Bruised by anti-Korean sentiment in its biggest market and losing ground to local automakers, Hyundai Motor will open its first Chinese brand store, and may locally assemble its premium Genesis cars and accelerate the launch of a sport-utility vehicle (SUV), people familiar with the plans said. The measures are aimed at rebooting the South Korean firm’s branding in China, where many see Hyundai as a lower-end maker of city taxis.
Hyundai and its affiliate Kia Motors were not long ago ranked third among foreign car brands in China, but recent sales have been hit by a consumer backlash over South Korea’s deployment of a U.S. anti-missile defence system which Beijing opposes.
Analysts say the diplomatic row masks broader problems for Hyundai/Kia in China: poor brand recognition and a model line-up struggling against local brands’ cheaper SUVs.
“Hyundai has an in-between brand that doesn’t have a clear identity in China, and there’s the backdrop of poor China-Korea relations,” said James Chao, Shanghai-based Asia-Pacific chief of consulting firm IHS Markit Automotive.
“Newly introduced SUVs should help, but they are late to the game.”
Even before the missile systems row, Hyundai/Kia’s China market share tumbled to 8.1 percent last year, the lowest in eight years. This year, it has slid further to 5 percent.
To help its identity crisis, Hyundai will in September open a brand experience centre in Beijing’s 798 Art District, a trendy hub of refurbished factory buildings. Hyundai has three similar centres in Seoul and one in Moscow.
“We’re not going to show a real car. This space is only for focusing on brand building,” Xu Jing, the Hyundai executive in charge of the project, told Reuters.
The centre was planned before the recent political tensions, but its completion is now a key plank in Hyundai’s efforts to regain a lost position in China as local automakers and European brands gain ground. Volvo-owner Geely and Great Wall Motor are also looking to move upmarket.
The branding store ventures into territory traditionally held by premium names such as Daimler’s “Mercedes me” stores and BMW’s brand centres, already in China.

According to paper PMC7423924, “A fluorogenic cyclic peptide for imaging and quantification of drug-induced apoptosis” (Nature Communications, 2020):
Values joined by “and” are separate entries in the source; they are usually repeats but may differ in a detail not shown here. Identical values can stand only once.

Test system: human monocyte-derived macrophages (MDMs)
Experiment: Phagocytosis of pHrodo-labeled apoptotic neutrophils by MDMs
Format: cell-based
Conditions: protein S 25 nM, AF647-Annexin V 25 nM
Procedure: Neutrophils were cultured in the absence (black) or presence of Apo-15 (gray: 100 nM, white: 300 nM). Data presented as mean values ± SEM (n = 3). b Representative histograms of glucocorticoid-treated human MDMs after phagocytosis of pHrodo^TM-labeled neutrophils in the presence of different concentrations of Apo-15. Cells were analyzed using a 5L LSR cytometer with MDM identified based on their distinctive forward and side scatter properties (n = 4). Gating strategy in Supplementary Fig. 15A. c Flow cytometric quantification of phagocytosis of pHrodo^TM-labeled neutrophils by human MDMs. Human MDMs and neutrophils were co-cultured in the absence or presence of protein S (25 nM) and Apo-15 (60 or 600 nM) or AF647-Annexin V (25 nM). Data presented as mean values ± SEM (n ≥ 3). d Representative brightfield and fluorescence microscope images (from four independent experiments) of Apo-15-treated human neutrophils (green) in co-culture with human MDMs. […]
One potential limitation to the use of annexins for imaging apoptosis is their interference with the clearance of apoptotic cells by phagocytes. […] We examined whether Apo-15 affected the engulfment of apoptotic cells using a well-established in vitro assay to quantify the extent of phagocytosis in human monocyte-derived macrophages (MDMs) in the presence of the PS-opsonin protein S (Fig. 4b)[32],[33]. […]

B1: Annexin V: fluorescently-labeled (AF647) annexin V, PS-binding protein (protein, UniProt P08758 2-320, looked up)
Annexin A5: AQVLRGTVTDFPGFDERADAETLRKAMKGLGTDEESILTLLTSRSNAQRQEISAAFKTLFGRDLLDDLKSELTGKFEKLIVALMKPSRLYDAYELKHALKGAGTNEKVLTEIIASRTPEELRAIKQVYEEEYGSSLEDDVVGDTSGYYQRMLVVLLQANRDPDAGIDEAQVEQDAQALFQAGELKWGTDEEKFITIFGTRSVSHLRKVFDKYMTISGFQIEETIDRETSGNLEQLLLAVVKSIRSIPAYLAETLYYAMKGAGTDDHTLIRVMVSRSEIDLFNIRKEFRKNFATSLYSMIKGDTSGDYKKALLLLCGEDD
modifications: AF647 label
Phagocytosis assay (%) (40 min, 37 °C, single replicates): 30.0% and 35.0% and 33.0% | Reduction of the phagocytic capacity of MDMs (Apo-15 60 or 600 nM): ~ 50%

Hyundai is also considering using complete knock-down (CKD) kits shipped from South Korea to assemble Genesis cars in China – more than halving import tariffs to 10 percent – two people familiar with the matter said.
Building Genesis cars from kits in China would also prevent technology leaking to its local joint venture partner, BAIC , one of the people added.
The kits are a first step, said one Hyundai insider. “We are agonizing over how to source local parts and secure enough sales to build the Genesis cars.”
Hyundai launched its Genesis luxury sedan in 2008, and two years ago spun it off with the larger Equus sedan into a standalone premium brand. Brand chief Manfred Fitzgerald said last year Genesis would launch in China within 2-3 years.
Hyundai has not decided which Genesis model it will build in China first, but plans to have six models including a sports sedan and two SUVs under the premium marque by 2020.
“While the Genesis brand is reviewing a variety of strategies for the China market, no specific decisions have been made yet,” Hyundai said in a statement.
Hyundai sold 74 Genesis sedans in China last year, down from 1,016 in 2015. It sold a single Equus, down from 10 the previous year, according to export data seen by Reuters.
Hyundai may also bring forward by a month, to November, the launch of a small SUV, codenamed NU, to be built at its fourth factory in China, one of the people told Reuters.
And Kia is considering launching the Stinger, its first sports sedan, in China, people with direct knowledge of the matter said, though there are no plans to build the model there.
Hyundai said it also plans to apply new, cutting-edge technologies such as connectivity and advanced driver assistance systems (ADAS) to many products from the second half of this year, and soon introduce six new-energy vehicles.
Since starting to make cars in China in 2002, Hyundai has aggressively chased sales and market share by selling both older and new versions of models including the Elantra and Sonata sedans and Tucson SUV.
Among foreign car brands, Hyundai’s China sales lag only those of General Motors and Volkswagen, but it’s generally seen as more lower-end than American, German and Japanese rivals. Beijing Hyundai has supplied around a fifth of the capital’s taxis.
The volume sales model “did wonders for sales growth, but dented the Hyundai image in the minds of Chinese buyers,” said Michael Dunne, president of consultancy Dunne Automotive.
“(Having a) weaker brand … than Japanese automakers, I think it might take more time to restore the brand and sales,” said Han Sang-yun, director at S&P, noting Japanese car makers took a year to bounce back in China after a 2012 consumer backlash over a territorial dispute between Beijing and Tokyo.